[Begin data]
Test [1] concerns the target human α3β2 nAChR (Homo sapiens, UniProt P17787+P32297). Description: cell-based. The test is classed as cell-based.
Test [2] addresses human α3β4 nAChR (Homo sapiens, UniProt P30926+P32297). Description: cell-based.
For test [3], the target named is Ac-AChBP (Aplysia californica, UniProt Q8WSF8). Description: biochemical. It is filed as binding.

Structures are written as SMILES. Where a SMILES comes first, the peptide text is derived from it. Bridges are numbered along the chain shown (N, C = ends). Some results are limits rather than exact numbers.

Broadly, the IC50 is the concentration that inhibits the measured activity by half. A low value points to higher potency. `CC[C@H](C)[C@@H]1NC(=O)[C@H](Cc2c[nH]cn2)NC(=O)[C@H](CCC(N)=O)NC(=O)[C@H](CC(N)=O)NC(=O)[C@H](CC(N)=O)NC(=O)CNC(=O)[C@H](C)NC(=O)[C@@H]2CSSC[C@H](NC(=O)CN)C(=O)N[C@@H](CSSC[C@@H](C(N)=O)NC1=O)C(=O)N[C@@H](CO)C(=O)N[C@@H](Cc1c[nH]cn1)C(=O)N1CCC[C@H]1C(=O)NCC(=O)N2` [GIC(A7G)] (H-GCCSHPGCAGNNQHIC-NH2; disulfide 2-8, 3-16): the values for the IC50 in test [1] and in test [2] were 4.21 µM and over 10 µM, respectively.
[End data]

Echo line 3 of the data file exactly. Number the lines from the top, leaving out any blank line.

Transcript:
For test [3], the target named is Ac-AChBP (Aplysia californica, UniProt Q8WSF8). Description: biochemical. It is filed as binding.